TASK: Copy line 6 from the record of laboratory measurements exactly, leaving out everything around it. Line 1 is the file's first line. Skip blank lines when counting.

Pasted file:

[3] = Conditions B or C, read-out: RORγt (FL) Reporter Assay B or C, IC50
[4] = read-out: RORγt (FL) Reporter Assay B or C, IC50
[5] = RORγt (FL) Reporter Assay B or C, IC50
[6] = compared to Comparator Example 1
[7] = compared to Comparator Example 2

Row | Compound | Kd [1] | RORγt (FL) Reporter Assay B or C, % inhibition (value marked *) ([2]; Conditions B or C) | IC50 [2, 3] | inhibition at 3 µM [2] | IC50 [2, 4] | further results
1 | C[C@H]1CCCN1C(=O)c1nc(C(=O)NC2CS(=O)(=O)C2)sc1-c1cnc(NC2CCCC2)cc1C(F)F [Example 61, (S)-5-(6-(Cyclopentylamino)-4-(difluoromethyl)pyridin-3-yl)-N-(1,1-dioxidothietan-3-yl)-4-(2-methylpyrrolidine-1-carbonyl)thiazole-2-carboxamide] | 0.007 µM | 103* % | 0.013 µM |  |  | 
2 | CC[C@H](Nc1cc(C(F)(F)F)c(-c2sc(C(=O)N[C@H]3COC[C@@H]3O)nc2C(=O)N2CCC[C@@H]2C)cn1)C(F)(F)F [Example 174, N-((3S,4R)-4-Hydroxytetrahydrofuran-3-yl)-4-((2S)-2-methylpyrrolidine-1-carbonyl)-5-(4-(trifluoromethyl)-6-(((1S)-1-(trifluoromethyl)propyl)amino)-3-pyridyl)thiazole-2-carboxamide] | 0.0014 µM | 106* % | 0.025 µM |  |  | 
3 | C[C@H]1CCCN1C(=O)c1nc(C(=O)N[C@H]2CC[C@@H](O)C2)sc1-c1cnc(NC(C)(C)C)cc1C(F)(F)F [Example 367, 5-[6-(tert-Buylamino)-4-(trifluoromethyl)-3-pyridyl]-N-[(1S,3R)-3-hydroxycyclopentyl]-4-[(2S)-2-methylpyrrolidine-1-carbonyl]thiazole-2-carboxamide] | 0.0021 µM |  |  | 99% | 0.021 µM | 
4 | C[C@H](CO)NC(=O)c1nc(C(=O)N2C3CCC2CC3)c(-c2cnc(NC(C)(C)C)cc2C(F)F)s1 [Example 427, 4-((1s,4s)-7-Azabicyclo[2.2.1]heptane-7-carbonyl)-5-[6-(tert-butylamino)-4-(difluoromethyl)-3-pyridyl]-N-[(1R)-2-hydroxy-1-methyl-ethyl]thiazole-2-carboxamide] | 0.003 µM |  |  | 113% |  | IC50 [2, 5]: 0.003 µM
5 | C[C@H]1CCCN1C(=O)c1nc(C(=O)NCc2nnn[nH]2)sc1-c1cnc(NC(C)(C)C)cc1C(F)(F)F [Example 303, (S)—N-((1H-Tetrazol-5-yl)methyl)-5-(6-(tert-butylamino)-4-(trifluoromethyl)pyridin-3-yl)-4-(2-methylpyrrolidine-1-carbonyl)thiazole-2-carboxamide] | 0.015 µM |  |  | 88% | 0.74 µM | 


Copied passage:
Row | Compound | Kd [1] | RORγt (FL) Reporter Assay B or C, % inhibition (value marked *) ([2]; Conditions B or C) | IC50 [2, 3] | inhibition at 3 µM [2] | IC50 [2, 4] | further results